Although it the single largest moving part of your home and may take up more than 40 percent of the front-facing portion of your home, you probably don’t give your garage door much thought. Even during the design stage of a new garage door, you pick a color, a panel system, window placement.
Once everything is in place, though, you expect the garage to go up or down when you need it to. Pulling the car in, taking it out, or leaving the door open so you can perform a little Spring cleaning. When something goes wrong with the door, it becomes much more difficult to move the door.
Parts of a Garage Door System
Garage doors today can weigh up to 400 pounds! That’s why it’s so hard to move when something is wrong. Because of this, a garage door system is more than just the door and tracks for it to run on. Extension springs, large torsion springs, cable drums, and garage door cables complete the system.
If anyone of these parts stops working properly or suddenly fails, it could result in the door not moving… or come crashing down! Either way, the door will be out of commission until that part gets repaired or replaced. Some fixes are easy, other garage door repairs will need the attention of an experienced professional.
Each part has a specific purpose. The tracks keep the door aligned, the springs help lift the weight of the door, and the garage door opener lifts the whole thing with a push of the button. The garage door cables and cable drums act as a failsafe in case something happens to the springs.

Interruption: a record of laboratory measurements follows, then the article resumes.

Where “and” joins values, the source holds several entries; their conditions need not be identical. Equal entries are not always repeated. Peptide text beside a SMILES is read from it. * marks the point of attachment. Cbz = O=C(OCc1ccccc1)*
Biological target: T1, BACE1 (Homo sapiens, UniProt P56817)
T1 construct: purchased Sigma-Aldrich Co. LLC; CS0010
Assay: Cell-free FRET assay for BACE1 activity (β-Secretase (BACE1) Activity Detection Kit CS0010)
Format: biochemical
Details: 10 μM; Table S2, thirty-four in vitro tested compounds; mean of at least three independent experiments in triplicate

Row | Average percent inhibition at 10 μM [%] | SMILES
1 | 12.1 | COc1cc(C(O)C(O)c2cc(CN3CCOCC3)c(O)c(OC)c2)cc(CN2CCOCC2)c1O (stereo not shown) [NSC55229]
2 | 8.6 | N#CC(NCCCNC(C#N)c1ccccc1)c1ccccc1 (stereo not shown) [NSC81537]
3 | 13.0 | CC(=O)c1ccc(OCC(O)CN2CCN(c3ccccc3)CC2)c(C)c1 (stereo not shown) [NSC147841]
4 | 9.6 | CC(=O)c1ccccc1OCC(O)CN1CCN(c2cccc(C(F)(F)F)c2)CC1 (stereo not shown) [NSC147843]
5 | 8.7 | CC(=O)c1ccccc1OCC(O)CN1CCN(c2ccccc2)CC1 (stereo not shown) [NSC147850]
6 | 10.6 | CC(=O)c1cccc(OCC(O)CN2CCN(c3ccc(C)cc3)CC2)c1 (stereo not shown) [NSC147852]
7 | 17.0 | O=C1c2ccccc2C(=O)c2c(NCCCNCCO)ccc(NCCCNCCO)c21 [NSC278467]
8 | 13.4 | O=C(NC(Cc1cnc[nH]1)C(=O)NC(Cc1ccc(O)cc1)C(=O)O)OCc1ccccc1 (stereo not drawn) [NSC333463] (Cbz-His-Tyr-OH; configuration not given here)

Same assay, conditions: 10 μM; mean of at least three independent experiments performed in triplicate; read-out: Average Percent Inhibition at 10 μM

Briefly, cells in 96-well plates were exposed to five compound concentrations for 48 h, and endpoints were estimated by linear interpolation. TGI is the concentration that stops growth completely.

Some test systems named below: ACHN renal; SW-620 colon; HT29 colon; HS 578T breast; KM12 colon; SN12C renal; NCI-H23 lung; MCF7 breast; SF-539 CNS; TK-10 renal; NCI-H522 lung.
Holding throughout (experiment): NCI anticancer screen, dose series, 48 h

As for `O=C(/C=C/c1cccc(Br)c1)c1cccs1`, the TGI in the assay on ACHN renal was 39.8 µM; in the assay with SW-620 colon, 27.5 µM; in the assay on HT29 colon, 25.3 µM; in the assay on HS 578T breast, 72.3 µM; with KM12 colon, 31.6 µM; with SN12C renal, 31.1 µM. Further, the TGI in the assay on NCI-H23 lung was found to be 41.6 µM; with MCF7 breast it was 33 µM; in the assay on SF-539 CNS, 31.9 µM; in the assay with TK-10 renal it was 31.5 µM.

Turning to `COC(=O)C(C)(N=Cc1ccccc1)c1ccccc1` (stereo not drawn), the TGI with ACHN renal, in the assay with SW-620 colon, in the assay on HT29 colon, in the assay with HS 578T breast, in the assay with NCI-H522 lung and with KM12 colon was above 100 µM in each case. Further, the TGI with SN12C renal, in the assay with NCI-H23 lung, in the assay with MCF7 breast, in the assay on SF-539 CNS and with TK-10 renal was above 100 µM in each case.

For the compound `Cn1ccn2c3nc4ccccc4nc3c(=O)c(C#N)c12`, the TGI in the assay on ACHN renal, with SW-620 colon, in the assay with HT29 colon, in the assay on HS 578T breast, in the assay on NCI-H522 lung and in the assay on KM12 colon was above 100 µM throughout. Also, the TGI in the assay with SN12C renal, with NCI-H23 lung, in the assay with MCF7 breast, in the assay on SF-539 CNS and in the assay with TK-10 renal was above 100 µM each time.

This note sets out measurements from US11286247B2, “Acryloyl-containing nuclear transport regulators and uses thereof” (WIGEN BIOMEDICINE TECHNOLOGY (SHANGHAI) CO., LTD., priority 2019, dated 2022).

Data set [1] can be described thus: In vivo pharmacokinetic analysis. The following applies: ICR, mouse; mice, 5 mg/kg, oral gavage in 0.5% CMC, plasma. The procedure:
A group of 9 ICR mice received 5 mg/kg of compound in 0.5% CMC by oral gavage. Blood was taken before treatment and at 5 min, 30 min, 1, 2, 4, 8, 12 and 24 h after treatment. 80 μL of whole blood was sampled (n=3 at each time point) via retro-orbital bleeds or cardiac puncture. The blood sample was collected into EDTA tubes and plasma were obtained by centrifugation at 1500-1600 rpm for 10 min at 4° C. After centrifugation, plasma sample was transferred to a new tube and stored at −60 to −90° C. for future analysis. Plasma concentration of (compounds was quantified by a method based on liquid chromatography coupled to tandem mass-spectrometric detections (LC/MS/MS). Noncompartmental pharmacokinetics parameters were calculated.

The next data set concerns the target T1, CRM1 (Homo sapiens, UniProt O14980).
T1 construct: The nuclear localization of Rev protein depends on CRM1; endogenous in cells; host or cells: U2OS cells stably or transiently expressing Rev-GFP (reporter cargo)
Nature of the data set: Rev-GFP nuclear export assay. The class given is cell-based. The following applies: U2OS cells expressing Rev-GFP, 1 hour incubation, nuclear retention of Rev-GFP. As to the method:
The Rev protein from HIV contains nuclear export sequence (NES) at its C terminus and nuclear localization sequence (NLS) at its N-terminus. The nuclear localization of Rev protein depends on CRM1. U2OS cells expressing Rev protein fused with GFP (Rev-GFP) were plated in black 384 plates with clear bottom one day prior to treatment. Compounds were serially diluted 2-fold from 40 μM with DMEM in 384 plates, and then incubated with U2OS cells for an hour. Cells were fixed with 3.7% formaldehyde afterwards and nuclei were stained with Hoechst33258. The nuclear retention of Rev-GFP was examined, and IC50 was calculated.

Garage Door Cable Purpose
These cables – placed on each side of the door – are used with both torsion and extension springs and help move the door up and down smoothly. If one cable breaks, it will add stress on the other, eventually leading it to fail as well.
The cables are attached to the bottom of the garage door and a cable drum at either end of the torsion spring shaft. When the torsion spring turns the drums, the cables wrap or unwrap around the drum, the door lifts or closes. The spring winds up when the doors are lowered and unwind when lowered – helping move the weight of the door.
As we said above, when one of these cables break, the door won’t lift evenly, put a strain on the other cable, tracks, and rollers of the garage door. And although a lot of pressure is found in the torsion spring, and the garage door is very heavy, replacing a cable is relatively safe and easy.
Replacing the Cable
Before removing the broken cable, put the door in the open position and lock the door in place. This can be done by attaching vice grips to the track right below the bottom roller or place a ladder/scaffolding under the door to keep it from moving.
Once the door is safely secured, you can remove the cable from the bottom of the garage door (looped around a peg) as well as the drum (unravel the cable). Affix the new cable to the drum following manufacturer directions, ravel the cable, and loop the other end around the peg at the bottom of the door.
The new cable and old cable may not match exactly, so go ahead and replace both cables to ensure equal lengths. You may also alter the length of either cable, but that involves working with the torsion spring. Unless you have experience with these springs, we recommend giving Ponderosa Garage Doors a call.
We’ve been repairing garage door cables, torsion springs, and every other part of a garage door for more than 16 years around the Clark County area. We perform door installations, repair, and maintenance along with garage door opener installations. Ponderosa Garage Doors works quickly, professionally, and safely to get your up and running again. We look forward to hearing from you.